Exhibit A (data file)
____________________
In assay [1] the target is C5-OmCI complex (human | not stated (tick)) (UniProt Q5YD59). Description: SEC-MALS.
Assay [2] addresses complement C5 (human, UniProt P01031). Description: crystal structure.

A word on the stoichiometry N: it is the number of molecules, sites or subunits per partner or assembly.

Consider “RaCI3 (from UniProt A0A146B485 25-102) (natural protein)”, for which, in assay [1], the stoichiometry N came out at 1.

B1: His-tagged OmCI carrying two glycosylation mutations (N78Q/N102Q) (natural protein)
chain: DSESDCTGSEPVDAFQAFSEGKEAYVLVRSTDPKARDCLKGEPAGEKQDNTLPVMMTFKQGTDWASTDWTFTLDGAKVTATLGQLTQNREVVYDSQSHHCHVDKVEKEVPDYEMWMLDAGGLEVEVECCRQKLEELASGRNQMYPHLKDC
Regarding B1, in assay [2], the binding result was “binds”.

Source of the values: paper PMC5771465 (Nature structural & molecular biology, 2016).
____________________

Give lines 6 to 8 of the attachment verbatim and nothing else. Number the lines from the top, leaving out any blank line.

chain: DSESDCTGSEPVDAFQAFSEGKEAYVLVRSTDPKARDCLKGEPAGEKQDNTLPVMMTFKQGTDWASTDWTFTLDGAKVTATLGQLTQNREVVYDSQSHHCHVDKVEKEVPDYEMWMLDAGGLEVEVECCRQKLEELASGRNQMYPHLKDC
Regarding B1, in assay [2], the binding result was “binds”.

Source of the values: paper PMC5771465 (Nature structural & molecular biology, 2016).